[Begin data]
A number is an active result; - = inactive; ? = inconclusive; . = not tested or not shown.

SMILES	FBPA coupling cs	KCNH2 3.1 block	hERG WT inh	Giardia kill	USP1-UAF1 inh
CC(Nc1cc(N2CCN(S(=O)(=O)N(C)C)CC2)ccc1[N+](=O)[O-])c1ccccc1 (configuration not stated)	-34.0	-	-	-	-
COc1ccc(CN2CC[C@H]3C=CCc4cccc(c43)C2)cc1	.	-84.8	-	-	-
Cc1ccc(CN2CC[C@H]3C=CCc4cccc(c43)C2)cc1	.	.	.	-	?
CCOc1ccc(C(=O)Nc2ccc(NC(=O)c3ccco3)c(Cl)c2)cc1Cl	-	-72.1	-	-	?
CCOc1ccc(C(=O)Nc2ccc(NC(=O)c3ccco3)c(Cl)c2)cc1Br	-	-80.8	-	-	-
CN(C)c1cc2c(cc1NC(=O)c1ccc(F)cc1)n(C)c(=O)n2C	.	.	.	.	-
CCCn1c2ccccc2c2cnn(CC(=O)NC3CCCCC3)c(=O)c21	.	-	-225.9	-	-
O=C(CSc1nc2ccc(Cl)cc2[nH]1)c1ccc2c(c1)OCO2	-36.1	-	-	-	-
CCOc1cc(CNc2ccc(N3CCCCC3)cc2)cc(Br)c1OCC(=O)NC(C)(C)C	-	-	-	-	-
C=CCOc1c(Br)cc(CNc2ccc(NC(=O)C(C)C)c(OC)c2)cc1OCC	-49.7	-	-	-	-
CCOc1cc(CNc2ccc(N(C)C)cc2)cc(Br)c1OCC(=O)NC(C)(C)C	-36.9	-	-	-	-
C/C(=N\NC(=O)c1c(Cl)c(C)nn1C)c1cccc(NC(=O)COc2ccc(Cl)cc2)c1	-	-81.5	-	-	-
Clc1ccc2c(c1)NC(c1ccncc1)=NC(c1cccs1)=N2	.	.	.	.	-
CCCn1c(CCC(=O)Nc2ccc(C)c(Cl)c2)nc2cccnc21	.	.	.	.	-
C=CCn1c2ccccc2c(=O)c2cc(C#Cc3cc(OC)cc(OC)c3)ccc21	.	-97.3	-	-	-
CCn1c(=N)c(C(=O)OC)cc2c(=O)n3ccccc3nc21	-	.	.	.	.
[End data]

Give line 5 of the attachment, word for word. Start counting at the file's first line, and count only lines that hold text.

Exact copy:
Cc1ccc(CN2CC[C@H]3C=CCc4cccc(c43)C2)cc1	.	.	.	-	?